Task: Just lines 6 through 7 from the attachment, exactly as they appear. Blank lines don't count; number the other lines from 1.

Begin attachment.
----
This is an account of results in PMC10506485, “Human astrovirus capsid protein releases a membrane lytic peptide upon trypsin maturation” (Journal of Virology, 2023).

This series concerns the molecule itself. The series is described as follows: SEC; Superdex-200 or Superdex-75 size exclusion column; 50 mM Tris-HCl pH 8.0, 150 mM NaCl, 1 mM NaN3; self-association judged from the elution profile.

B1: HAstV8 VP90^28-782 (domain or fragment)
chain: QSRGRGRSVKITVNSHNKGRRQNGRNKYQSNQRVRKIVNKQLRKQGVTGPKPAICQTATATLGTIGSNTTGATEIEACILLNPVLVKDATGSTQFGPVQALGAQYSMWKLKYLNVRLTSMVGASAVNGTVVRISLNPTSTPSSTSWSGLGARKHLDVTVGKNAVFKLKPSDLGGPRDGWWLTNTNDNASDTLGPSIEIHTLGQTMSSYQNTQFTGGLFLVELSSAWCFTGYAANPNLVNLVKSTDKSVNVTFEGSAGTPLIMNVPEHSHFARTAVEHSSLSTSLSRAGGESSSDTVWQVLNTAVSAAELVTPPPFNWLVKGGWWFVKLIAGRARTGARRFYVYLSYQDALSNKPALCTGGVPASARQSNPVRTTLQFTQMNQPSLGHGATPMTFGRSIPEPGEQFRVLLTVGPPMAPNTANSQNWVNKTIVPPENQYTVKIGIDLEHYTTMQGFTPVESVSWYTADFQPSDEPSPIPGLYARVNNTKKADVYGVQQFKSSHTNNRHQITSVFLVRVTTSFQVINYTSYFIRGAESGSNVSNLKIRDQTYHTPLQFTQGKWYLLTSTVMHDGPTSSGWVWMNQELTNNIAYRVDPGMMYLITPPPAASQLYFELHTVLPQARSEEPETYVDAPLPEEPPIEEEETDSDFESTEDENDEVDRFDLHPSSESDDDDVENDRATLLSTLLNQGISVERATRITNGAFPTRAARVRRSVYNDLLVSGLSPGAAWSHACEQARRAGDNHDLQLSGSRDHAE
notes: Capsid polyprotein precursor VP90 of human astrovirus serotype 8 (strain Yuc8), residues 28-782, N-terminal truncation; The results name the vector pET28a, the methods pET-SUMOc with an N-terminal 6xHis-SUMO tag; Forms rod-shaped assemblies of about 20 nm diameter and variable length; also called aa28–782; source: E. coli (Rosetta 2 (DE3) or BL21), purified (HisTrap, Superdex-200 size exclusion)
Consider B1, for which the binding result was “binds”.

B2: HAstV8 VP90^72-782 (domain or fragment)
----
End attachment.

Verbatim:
Consider B1, for which the binding result was “binds”.

B2: HAstV8 VP90^72-782 (domain or fragment)